by Shane Davis, Michelle Delecki & Morry Hollowell, published by Image Comics
I reviewed #1 a while ago and enjoyed it, I’ve been lucky enough to get the next three and I’ve really enjoyed them to.
The story follows three characters all playing the game Axcend. Eric, the chap from the first issue whose basically a bit crap but he tries, Rain who turns out to be a uber popular pop star, and Ruiz, a gay chap victimized by his school and father. There’s also a shady, behind the scenes organization trying to protect the world and bickering like children.
All the characters are given a solid foundation, their motivations are set up like dominoes that make a cool pattern as you watch them topple through the rest of the story. You can tell that’s where the creative team love to work, and I’d be willing to bet there’s a few demons being exorcised in those panels. There’s genuine satisfaction when Ruiz becomes Ruin, and like all good villains, you understand him, even sympathizes with him and you just want to clip him around the head and tell him to stop being a dick. Rain is a super confident attention seeker running from the fact that her fame won’t last forever, Eric is a teenager who wants to be Rain but his testicles haven’t dropped yet.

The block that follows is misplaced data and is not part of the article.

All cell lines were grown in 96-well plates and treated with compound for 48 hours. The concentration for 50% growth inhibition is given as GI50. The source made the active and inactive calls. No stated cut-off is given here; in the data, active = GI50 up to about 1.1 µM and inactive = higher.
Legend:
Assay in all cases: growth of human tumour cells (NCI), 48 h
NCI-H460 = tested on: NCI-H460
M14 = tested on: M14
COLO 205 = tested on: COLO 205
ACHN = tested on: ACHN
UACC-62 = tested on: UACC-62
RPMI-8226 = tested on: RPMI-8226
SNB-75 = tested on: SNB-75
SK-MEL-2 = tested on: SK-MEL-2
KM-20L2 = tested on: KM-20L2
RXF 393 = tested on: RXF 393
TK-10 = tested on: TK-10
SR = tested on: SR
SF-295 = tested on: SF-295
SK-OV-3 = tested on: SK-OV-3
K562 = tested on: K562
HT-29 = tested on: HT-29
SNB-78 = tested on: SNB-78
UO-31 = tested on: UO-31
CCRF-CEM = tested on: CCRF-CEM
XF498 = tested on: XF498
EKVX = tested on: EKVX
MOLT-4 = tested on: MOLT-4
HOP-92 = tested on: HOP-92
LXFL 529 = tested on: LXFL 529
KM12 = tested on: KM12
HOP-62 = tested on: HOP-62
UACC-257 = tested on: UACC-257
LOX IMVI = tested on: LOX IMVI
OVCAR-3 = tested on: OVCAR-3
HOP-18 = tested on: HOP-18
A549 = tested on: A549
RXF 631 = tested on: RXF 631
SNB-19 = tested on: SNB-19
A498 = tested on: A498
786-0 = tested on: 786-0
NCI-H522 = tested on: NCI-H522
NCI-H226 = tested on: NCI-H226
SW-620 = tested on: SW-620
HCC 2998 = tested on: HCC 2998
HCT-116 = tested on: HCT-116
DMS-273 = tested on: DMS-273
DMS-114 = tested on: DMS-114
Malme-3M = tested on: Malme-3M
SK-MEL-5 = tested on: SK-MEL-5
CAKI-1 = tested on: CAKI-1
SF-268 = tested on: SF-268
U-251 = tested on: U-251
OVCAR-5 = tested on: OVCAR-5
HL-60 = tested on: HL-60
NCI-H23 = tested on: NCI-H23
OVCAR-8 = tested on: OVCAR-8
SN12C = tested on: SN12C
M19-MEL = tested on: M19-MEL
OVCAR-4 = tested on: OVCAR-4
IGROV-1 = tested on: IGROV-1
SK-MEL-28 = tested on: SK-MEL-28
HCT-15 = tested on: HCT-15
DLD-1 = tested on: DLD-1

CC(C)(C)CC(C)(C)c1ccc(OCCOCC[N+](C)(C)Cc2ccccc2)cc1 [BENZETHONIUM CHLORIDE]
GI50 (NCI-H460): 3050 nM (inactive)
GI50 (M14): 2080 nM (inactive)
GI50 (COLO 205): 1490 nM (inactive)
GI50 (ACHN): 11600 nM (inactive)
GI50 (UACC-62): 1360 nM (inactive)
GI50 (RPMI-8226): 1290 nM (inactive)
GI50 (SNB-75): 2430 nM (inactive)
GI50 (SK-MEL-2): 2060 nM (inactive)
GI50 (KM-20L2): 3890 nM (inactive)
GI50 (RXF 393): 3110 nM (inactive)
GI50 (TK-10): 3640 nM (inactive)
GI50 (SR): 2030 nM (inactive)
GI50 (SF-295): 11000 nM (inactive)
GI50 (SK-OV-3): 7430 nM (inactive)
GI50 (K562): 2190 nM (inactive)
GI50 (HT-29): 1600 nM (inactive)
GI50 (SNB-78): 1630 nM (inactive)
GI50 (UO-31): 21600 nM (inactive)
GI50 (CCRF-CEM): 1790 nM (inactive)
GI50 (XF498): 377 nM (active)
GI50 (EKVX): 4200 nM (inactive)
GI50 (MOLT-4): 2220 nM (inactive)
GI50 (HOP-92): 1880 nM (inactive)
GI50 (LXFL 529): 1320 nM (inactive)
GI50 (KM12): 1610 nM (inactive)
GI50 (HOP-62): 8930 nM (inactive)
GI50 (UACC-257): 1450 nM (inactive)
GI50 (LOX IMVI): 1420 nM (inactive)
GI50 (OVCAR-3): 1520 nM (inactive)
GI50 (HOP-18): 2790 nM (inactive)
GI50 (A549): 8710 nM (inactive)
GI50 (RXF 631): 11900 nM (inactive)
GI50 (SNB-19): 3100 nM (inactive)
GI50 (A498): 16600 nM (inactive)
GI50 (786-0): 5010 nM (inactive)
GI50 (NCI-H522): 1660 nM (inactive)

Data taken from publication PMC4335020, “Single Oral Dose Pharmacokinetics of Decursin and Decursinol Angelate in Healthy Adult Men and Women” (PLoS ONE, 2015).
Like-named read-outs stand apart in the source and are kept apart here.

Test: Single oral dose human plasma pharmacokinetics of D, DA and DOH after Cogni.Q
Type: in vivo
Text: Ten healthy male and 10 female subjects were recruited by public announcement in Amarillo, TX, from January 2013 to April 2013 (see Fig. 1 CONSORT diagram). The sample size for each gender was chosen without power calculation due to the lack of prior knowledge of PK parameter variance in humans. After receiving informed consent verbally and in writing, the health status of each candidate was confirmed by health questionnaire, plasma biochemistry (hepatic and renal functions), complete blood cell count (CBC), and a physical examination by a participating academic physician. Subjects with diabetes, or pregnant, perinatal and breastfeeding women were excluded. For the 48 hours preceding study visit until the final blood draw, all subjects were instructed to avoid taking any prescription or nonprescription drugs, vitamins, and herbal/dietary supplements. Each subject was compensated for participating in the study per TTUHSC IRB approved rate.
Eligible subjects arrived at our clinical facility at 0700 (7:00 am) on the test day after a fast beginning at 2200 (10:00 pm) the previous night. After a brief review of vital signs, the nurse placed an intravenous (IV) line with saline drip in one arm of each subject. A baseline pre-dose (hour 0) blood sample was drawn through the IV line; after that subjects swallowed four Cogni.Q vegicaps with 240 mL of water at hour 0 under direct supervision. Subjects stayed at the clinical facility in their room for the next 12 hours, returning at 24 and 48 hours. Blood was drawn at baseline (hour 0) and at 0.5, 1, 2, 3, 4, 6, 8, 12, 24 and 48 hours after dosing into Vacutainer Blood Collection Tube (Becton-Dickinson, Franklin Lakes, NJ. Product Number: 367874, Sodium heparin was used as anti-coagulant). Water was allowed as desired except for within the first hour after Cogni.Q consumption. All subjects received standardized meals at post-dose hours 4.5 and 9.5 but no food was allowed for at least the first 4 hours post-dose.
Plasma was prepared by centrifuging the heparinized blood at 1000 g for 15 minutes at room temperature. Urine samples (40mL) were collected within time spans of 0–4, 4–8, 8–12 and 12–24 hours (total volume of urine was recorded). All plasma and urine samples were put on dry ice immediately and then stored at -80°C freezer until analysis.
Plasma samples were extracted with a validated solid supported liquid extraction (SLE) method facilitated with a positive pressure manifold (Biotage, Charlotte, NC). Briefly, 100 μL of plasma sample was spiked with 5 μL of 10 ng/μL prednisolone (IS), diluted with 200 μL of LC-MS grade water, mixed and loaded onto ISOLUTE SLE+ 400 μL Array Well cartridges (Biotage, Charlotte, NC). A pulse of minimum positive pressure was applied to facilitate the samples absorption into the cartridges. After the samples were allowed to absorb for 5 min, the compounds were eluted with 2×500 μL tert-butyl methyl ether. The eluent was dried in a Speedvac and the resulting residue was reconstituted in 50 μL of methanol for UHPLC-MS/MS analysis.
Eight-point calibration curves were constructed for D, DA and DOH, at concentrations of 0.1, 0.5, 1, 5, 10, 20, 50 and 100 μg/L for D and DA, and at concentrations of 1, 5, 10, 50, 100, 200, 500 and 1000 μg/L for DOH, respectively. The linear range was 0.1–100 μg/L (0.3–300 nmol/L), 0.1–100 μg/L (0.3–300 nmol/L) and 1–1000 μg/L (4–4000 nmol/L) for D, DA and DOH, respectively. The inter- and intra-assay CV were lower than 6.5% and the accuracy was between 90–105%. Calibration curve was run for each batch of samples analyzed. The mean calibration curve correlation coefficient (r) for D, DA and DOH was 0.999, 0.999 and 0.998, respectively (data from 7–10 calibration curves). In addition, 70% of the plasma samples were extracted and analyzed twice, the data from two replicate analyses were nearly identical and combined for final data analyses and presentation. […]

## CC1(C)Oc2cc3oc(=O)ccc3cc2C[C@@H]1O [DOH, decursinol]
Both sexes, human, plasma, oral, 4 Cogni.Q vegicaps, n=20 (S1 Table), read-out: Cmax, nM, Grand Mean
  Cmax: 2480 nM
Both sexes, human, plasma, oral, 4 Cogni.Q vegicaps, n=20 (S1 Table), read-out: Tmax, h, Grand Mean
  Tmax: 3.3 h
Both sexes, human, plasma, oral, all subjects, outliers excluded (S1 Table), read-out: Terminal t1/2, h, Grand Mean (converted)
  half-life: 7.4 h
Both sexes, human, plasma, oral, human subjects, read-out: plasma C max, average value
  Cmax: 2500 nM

If there’s one problem with the writing it’s the pacing. In the action/Axcendian bits the gear needs to shift up a little and get a bit snappier, specifically the dialogue. It’s FAR from bad but I feel the writing team think if it lets the ideas go below 55 a page the comic will explode. Chill out and let the characters breathe a bit folks. Still it’s a better problem to have than three writers bereft of ideas…looking at you Harley and Power Girl #6.
The art is hard to describe without sounding like an inept wanker. “It’s really good” sounds sweet and using words like “fresh” and “dynamic” sounds twatie, but it’s frustratingly true, the arts really good, fresh and dynamic. The design and the consistency through book is remarkable, detailed but not over designed. There’s a clever use of colour to help make the realistic and fantastic feel separate and there’s one sequence were Ruiz flips out that feels inspired by Dave McKean’s art from Arkham Asylum, the tight close-ups on various uncomfortable paraphernalia really focuses the problems Ruiz goes through.
There’s a distinct manga atmosphere with a splash of nineties aesthetic, the good nineties of homage and innovation not the bad nineties of piss ‘n wind.
A cauldron of cool booze that may give you indigestion now and again but you don’t care and have another gob full.